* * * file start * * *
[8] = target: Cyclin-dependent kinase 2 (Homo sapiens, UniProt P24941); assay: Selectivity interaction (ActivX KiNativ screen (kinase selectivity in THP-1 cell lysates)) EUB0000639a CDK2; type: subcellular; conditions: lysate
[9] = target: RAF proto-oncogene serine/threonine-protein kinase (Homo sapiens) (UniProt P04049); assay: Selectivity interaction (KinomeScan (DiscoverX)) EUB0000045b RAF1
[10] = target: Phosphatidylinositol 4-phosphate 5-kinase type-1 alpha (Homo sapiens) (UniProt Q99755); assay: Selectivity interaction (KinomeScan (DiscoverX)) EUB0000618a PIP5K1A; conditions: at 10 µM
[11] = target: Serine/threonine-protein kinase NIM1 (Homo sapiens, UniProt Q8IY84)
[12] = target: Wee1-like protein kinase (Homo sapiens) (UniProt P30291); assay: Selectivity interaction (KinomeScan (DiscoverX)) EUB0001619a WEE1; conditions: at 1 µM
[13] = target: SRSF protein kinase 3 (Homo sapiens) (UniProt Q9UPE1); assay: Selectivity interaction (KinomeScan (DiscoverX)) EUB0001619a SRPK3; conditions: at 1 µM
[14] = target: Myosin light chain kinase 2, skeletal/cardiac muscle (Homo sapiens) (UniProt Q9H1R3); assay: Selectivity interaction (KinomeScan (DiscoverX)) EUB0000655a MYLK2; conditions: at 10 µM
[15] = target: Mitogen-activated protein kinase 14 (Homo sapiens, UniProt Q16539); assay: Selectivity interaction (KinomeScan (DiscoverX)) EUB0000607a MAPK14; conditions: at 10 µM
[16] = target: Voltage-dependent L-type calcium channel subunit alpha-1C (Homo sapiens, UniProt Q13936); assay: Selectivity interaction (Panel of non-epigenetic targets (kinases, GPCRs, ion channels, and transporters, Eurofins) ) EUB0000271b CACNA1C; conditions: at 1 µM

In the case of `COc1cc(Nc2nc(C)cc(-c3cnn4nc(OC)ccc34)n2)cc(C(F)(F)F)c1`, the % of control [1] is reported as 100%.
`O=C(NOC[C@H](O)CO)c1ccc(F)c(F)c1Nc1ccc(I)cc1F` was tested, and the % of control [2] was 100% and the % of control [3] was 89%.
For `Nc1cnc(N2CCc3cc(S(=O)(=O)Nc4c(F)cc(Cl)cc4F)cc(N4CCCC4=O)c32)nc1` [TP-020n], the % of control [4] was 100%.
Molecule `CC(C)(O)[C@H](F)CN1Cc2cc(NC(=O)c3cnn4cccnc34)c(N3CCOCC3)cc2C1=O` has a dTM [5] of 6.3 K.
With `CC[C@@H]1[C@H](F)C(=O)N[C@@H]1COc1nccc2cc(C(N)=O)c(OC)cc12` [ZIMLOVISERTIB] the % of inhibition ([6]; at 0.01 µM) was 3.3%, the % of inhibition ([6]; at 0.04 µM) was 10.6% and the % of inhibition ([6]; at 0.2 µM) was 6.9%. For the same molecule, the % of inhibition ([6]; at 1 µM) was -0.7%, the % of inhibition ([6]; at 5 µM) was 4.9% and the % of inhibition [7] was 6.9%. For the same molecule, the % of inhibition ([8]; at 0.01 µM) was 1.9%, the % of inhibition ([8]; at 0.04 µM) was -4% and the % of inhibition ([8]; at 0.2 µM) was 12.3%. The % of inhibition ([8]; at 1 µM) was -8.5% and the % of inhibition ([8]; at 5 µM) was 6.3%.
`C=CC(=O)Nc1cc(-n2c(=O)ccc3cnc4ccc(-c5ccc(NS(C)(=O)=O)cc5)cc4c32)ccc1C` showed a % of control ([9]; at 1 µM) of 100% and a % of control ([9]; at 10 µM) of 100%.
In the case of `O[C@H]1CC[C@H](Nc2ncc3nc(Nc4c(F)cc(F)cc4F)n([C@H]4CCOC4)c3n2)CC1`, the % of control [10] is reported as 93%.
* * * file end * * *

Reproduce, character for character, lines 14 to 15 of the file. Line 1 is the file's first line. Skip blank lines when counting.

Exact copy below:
With `CC[C@@H]1[C@H](F)C(=O)N[C@@H]1COc1nccc2cc(C(N)=O)c(OC)cc12` [ZIMLOVISERTIB] the % of inhibition ([6]; at 0.01 µM) was 3.3%, the % of inhibition ([6]; at 0.04 µM) was 10.6% and the % of inhibition ([6]; at 0.2 µM) was 6.9%. For the same molecule, the % of inhibition ([6]; at 1 µM) was -0.7%, the % of inhibition ([6]; at 5 µM) was 4.9% and the % of inhibition [7] was 6.9%. For the same molecule, the % of inhibition ([8]; at 0.01 µM) was 1.9%, the % of inhibition ([8]; at 0.04 µM) was -4% and the % of inhibition ([8]; at 0.2 µM) was 12.3%. The % of inhibition ([8]; at 1 µM) was -8.5% and the % of inhibition ([8]; at 5 µM) was 6.3%.
`C=CC(=O)Nc1cc(-n2c(=O)ccc3cnc4ccc(-c5ccc(NS(C)(=O)=O)cc5)cc4c32)ccc1C` showed a % of control ([9]; at 1 µM) of 100% and a % of control ([9]; at 10 µM) of 100%.